Firstly, an analysis of strategic factors such as strengths, weaknesses, threats, and opportunities (SWOT) was performed through a semi-structured interview. Based on the interview, a SWOT matrix was built for the areas of prevention, diagnosis, treatment, follow-up, rehabilitation, and palliation in HF (considering palliation in the strict sense – symptomatic-based relief in advanced HF).7

In the SWOT analysis, and given that these strategic factors assess an internal domain of HF, known as internal strategic factors, multiple aspects associated with the epidemiology of the syndrome were considered,6 such as the relationship between healthcare professionals and the patient, the processes involved, as well as clinical expertise in HF.7 For the assessment of opportunities and threats, strategic factors related to the external domain (external strategic factors),6 were taken into consideration. These included political, legislative, or financial factors, other competitive aspects in health, and partnerships for the development of knowledge and technology.7 The existence of transitive factors between the internal and external fields enabled us to interpret some data as both weaknesses and threats simultaneously. Therefore, in the same domain, one factor could be considered both as threat and as an opportunity.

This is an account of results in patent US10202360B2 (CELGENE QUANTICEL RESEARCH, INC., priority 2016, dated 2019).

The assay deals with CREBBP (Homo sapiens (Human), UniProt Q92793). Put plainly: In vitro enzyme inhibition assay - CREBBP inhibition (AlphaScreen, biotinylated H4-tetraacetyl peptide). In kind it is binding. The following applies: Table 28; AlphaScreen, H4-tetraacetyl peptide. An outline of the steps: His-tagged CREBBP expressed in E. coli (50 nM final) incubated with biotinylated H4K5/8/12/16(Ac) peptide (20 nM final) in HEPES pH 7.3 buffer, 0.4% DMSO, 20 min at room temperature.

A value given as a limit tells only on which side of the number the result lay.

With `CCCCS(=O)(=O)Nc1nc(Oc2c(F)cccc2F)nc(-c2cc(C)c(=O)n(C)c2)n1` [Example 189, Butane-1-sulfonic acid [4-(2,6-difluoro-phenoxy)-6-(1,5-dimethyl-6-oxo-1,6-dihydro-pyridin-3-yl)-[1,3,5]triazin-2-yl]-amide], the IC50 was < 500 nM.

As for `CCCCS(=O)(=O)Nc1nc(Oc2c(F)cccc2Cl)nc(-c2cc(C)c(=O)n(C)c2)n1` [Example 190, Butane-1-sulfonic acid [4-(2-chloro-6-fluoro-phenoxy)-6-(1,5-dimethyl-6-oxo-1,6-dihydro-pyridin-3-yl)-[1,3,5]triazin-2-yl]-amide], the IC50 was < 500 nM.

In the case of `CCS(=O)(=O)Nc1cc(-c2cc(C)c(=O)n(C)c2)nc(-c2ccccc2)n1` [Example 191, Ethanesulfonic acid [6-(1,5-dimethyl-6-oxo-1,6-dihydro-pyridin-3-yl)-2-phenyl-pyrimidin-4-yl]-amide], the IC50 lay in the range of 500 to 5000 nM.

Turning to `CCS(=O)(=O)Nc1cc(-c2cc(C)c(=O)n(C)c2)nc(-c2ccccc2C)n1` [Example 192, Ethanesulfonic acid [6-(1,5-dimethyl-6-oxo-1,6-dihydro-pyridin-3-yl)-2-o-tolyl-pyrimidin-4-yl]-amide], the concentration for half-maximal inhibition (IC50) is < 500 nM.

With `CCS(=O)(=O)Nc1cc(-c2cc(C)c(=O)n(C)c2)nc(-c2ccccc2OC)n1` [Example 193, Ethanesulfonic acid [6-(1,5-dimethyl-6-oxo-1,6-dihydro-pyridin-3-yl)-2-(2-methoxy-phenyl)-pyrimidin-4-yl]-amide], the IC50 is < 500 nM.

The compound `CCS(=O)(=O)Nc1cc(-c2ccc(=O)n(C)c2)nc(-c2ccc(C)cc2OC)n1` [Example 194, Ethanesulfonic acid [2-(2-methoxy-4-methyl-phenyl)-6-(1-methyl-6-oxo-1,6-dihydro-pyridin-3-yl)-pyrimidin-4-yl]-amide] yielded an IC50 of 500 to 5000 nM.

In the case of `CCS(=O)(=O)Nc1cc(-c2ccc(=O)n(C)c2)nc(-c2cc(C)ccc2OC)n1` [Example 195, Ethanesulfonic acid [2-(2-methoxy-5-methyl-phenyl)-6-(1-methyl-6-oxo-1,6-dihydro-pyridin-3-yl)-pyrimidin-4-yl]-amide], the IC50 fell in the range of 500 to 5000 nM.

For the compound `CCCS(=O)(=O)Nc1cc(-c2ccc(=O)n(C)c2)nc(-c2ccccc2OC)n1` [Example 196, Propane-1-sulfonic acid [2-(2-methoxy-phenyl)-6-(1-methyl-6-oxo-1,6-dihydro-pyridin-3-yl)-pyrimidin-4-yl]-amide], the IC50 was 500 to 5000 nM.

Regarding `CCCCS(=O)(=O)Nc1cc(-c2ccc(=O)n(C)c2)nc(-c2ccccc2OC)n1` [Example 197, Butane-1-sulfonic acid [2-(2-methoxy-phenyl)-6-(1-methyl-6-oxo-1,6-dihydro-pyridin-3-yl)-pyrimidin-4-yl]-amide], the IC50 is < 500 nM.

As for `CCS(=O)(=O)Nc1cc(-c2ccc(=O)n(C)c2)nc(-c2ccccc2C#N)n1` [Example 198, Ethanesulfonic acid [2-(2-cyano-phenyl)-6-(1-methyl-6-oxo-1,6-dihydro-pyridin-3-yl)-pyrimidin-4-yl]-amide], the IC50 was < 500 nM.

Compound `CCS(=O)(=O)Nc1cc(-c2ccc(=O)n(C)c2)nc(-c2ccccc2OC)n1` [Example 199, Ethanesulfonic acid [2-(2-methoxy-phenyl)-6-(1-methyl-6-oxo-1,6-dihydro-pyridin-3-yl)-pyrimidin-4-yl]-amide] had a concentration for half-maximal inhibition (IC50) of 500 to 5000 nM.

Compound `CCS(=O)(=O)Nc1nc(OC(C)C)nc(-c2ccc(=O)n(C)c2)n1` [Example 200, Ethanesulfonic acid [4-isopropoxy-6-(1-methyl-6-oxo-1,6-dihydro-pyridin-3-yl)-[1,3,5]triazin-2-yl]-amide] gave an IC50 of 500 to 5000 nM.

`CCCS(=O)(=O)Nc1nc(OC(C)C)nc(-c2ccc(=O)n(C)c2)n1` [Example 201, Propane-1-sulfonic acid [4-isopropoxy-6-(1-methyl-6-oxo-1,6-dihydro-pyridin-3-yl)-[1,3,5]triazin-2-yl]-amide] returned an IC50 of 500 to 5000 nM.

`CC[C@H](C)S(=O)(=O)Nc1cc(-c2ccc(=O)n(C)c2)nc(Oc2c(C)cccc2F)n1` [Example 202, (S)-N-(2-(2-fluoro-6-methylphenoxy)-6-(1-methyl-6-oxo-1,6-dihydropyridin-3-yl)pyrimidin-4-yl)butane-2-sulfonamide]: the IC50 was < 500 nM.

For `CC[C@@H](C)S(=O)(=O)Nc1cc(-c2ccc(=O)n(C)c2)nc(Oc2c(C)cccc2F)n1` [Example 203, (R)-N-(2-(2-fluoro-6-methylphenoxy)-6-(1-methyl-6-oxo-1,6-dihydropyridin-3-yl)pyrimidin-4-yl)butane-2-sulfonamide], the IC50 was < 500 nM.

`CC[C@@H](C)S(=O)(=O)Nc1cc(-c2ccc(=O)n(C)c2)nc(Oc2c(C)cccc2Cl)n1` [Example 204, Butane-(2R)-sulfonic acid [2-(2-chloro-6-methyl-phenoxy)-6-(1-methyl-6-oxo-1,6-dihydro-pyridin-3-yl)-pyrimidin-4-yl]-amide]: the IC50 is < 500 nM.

Secondly, the matrix was presented as a survey to six medical experts specialized in HF (including cardiologists and internal medicine experts), and to two cardiologists with a strategic and political view in the field of cardiovascular diseases. They were asked to present suggestions of additional factors as well as to assign a relative value (weight – values between 0 and 1) to each strategic factor. In each area assessed, the cumulative value of the number of factors could not exceed 1 (100%). Thus, the global and relative valuation of each strategic factor was expressed as a percentage (%).

The SFAS analysis was performed independently for both HF management and HF prevention to avoid undervaluing HF management factors compared to the prevention field. Management of HF was split into the following domains: diagnosis, treatment, follow-up, rehabilitation and palliation.

The most valued factors were integrated into a final matrix which led to the development of strategic recommendations, by authors, with the purpose of raising the prevention and management standards for HF.

This methodological process took place during the second half of 2021 and ended in the first quarter of 2022.

Results